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Digital assets: The next frontier of finance

Digital assets: The next frontier of finance

Technology and Innovation,
20 April 2022 | 6 min read

Digital assets could unlock a range of untapped opportunities in financial services and enable firms to deliver new value to their customers. But challenges persist that need to be resolved first.

Just as banknotes morphed into commercial bank deposits, and physical security certificates into security accounts held at custodians, the emergence of digital assets is yet another stage in the industry’s evolution.

What began life in the so-called cypherpunk universe of decentralised finance, digital assets are poised to unleash unprecedented change on the fabric of social and economic relationships.

What are digital assets?

In Defining Digital Assets, a recent report published by the Swift Institute, Alistair Milne, Professor at the Loughborough University School of Business and Economics, defines digital assets as “virtual records of value directly held on and transferred across a shared cryptographically secured ledger.”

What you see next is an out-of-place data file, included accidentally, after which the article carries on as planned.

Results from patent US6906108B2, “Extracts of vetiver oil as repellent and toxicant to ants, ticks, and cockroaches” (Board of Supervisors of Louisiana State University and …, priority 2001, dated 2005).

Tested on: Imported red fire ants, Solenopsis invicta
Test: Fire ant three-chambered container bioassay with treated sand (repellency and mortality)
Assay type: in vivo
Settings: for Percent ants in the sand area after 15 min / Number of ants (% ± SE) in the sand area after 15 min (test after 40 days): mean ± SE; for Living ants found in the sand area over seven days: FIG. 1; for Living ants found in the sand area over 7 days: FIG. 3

As the report explains, digital assets come in many different forms and can either be permissionless or permissioned. Permissionless digital assets –including cryptocurrencies and non-fungible tokens –can be held and exchanged by anyone with internet access, although these remain largely unregulated and don’t use financial intermediaries.

Permissioned digital assets, on the other hand – such as Central Bank Digital Currencies (CBDCs) and tokenised assets – are digital assets developed by regulated institutions who also support compliance processes, such as performing confirmations of identity as required by Know Your Customer regulations.

“Financial institutions today don’t typically engage with permissionless digital assets, because of their unregulated status and anonymity granted to network participants when trading these instruments,” says Thomas Zschach, Chief Innovation Officer at Swift.

“But many financial institutions, central banks, market infrastructures, and others including Swift are experimenting with digital assets – particularly CBDCs and tokenised assets. The aim is to uncover new opportunities to increase efficiency, reduce costs, encourage financial inclusion and continue to bring more value to our communities,” says Zschach.

New forms of value, new opportunities